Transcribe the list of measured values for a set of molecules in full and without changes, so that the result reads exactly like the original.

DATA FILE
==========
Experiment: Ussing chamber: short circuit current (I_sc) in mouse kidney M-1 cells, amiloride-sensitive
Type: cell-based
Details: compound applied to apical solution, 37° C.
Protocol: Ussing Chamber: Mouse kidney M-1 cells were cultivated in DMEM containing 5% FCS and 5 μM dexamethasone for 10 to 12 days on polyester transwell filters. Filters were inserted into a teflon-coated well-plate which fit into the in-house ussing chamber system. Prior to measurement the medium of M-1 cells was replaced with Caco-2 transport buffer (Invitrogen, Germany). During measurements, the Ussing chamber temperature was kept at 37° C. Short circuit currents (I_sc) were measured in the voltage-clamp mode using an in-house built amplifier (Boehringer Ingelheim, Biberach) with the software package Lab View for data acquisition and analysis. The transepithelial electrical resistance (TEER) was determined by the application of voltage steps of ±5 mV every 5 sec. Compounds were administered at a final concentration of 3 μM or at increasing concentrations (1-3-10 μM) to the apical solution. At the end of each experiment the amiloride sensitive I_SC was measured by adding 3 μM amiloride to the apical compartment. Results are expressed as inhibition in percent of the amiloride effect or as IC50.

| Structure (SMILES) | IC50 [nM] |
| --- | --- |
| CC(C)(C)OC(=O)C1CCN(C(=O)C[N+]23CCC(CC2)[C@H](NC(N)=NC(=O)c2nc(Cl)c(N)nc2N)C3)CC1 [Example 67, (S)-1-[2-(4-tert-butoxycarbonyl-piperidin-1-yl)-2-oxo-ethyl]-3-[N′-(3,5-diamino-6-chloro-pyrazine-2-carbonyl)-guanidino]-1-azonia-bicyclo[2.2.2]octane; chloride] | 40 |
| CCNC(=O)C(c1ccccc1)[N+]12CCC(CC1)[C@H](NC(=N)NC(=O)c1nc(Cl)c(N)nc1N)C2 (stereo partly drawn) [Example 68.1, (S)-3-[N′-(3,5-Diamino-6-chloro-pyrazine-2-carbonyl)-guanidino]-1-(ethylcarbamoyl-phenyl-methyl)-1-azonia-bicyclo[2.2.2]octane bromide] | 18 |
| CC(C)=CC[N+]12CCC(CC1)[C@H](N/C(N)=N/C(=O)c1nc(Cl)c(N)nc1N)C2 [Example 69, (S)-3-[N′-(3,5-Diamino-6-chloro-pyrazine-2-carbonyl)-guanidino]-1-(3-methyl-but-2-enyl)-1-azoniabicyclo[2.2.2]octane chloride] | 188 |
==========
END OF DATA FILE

Experiment: Ussing chamber: short circuit current (I_sc) in mouse kidney M-1 cells, amiloride-sensitive
Type: cell-based
Details: compound applied to apical solution, 37° C.
Protocol: Ussing Chamber: Mouse kidney M-1 cells were cultivated in DMEM containing 5% FCS and 5 μM dexamethasone for 10 to 12 days on polyester transwell filters. Filters were inserted into a teflon-coated well-plate which fit into the in-house ussing chamber system. Prior to measurement the medium of M-1 cells was replaced with Caco-2 transport buffer (Invitrogen, Germany). During measurements, the Ussing chamber temperature was kept at 37° C. Short circuit currents (I_sc) were measured in the voltage-clamp mode using an in-house built amplifier (Boehringer Ingelheim, Biberach) with the software package Lab View for data acquisition and analysis. The transepithelial electrical resistance (TEER) was determined by the application of voltage steps of ±5 mV every 5 sec. Compounds were administered at a final concentration of 3 μM or at increasing concentrations (1-3-10 μM) to the apical solution. At the end of each experiment the amiloride sensitive I_SC was measured by adding 3 μM amiloride to the apical compartment. Results are expressed as inhibition in percent of the amiloride effect or as IC50.

| Structure (SMILES) | IC50 [nM] |
| --- | --- |
| CC(C)(C)OC(=O)C1CCN(C(=O)C[N+]23CCC(CC2)[C@H](NC(N)=NC(=O)c2nc(Cl)c(N)nc2N)C3)CC1 [Example 67, (S)-1-[2-(4-tert-butoxycarbonyl-piperidin-1-yl)-2-oxo-ethyl]-3-[N′-(3,5-diamino-6-chloro-pyrazine-2-carbonyl)-guanidino]-1-azonia-bicyclo[2.2.2]octane; chloride] | 40 |
| CCNC(=O)C(c1ccccc1)[N+]12CCC(CC1)[C@H](NC(=N)NC(=O)c1nc(Cl)c(N)nc1N)C2 (stereo partly drawn) [Example 68.1, (S)-3-[N′-(3,5-Diamino-6-chloro-pyrazine-2-carbonyl)-guanidino]-1-(ethylcarbamoyl-phenyl-methyl)-1-azonia-bicyclo[2.2.2]octane bromide] | 18 |
| CC(C)=CC[N+]12CCC(CC1)[C@H](N/C(N)=N/C(=O)c1nc(Cl)c(N)nc1N)C2 [Example 69, (S)-3-[N′-(3,5-Diamino-6-chloro-pyrazine-2-carbonyl)-guanidino]-1-(3-methyl-but-2-enyl)-1-azoniabicyclo[2.2.2]octane chloride] | 188 |